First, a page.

Dell is introducing a series of new laptops today aimed at making business computing into a more pleasant, reliable, and secure experience.
Above: Dell Latitude 7000 series
Image Credit: Dell
Dell may be busy taking itself private, but it isn’t stopping with its new product launches. In fact, the PC maker realizes that it has to introduce seductive and sleek new computers — even in the corporate PC and small business markets — because the boring PC just doesn’t cut it anymore in the age of smartphones and tablets.
The new products in the Latitude series of laptops include the 3000, 5000, and 7000 series notebooks. The computers are touchscreen Ultrabooks that include Intel’s latest Haswell-based chips and Microsoft’s Windows 8 operating system. Like other PC makes, Dell believes that users want touchscreens to simplify their computing experiences. It is also doing anything it can to blunt the growth of tablets and smartphones, while it tries to come up with its own winning products on the mobile front.
Kirk Schell, vice president of the commercial computing group and Dell, said at a press event in San Francisco that the company is putting more emphasis on better security for the laptops through technologies such as biometric fingerprint identification and built-in antivirus.
He also said Dell has also taking the consumer-friendly industrial design of the high-end XPS consumer laptops and brought them into its basic corporate machines.
“Customers have been asking why they couldn’t have all of the sleek designs of the consumer laptops in the corporate machines without giving up any of the enterprise features,” said Schell.
The company says the Latitude 12 and Latitude 14 7000 series computers are among the world’s most secure Ultrabooks, with Dell Data Protection plans and encryption on a file level. The machines use Intel’s vPro extensions to make it easy for IT managers to configure the systems for corporate needs. Managers are able to automate the process of deploying a whole fleet of computers to employees.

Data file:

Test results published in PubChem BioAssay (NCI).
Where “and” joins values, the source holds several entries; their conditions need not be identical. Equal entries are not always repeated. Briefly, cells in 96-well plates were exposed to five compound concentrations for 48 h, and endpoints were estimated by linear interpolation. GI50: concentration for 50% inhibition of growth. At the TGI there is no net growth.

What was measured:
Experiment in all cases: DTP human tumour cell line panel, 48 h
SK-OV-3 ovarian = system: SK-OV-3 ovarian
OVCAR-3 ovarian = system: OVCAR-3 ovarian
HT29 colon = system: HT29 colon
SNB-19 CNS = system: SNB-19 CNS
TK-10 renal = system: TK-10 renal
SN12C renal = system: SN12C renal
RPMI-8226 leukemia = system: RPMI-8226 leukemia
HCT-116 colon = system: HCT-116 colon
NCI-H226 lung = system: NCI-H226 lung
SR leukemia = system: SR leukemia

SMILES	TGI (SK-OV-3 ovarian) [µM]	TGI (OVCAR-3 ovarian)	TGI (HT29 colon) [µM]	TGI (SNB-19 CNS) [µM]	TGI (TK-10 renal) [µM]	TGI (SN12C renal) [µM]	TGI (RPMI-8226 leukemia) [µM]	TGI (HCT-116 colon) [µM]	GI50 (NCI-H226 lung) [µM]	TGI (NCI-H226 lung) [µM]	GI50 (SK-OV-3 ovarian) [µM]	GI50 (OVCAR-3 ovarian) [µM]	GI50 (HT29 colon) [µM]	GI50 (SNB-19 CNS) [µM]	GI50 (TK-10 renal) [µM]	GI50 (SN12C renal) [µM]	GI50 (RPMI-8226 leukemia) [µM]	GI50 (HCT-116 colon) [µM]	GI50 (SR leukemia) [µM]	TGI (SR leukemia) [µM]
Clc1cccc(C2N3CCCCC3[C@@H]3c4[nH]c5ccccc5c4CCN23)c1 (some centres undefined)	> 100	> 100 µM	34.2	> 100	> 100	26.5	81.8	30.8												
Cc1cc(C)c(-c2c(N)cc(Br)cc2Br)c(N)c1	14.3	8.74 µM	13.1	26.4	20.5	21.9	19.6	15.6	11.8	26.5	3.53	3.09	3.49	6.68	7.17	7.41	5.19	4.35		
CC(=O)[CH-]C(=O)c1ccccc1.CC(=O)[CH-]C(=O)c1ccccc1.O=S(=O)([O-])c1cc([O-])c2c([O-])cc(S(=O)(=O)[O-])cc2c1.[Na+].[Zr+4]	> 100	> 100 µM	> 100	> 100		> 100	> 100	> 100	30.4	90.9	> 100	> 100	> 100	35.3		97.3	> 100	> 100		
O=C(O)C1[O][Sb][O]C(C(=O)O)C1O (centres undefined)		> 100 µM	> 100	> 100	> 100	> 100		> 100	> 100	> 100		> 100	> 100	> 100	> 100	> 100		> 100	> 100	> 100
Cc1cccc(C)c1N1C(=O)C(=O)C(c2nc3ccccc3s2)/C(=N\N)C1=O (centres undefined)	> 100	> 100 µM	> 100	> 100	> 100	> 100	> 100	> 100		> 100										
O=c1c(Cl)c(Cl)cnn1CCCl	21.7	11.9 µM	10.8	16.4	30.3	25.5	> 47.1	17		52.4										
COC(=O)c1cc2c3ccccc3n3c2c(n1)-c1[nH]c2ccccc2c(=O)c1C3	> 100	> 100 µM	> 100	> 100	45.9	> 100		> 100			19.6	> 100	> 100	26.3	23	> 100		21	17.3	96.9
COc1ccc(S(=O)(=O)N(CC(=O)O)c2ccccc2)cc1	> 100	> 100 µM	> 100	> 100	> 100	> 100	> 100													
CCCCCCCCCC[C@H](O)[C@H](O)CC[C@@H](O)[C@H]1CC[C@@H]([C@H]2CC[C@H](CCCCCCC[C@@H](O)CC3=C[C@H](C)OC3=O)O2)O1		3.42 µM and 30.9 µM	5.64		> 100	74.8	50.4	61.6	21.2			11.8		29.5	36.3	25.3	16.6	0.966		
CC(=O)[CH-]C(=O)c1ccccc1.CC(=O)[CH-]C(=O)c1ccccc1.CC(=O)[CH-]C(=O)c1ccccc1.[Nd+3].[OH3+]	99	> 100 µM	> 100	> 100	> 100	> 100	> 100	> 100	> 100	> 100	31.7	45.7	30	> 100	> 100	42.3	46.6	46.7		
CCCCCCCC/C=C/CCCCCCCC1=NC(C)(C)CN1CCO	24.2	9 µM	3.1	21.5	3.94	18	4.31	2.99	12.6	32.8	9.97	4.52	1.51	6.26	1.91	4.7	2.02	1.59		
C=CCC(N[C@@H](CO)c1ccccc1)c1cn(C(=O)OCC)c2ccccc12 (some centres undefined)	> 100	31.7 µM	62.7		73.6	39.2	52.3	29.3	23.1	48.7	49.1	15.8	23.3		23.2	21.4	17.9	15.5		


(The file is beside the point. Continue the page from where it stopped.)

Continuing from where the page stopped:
The Latitude machines use brushed aluminum, reinforced magnesium alloy, strong steel hinges, woven carbon fiber, durable powder-coated underside, spill-resistant keyboards, and LCD seals. All of those features contribute to better reliability. They also have Corning Gorilla Glass NBT touchscreens, with up to 10 times better scratch resistance compared to the usual soda lime glass used in laptops. The laptops also come armed with StrikeZone shock absorbers, Fast Response Free-Fall sensors and rubber hard drive isolation.
The 12-inch model of the 7000 series is just 20 millimeters thick and weight 2.99 pounds. The 5000 and 3000 series come with different size screens such as 14.1-inch or 15.6-inch touchscreens. The machines use Intel’s newest Core i7 ultra low-voltage processors for extended battery life. They have options for discrete graphics and SSD hybrid drive options.
The Latitude 14 and 15 3000 Series laptops offer fourth generation Intel Core processors with Turbo model for fast data processing. They range in thickness from 21 millimeters to 25 millimeters and weigh 4.3 pounds.
The Dell Latitude 7000 Series starts at $1,050 and is available worldwide today, with touch-enabled versions available Sept. 12. The Latitude 3000 Series begins at $599 and is available on Sept. 12. The Latitude 5000 Series will be available in October 2013 at a undetermined price. Battery life is expected to be around eight or nine hours.
The 7000 series laptops have a resolution of 1,366 x 768 pixels or 1,920 x 1,080 on their touch displays.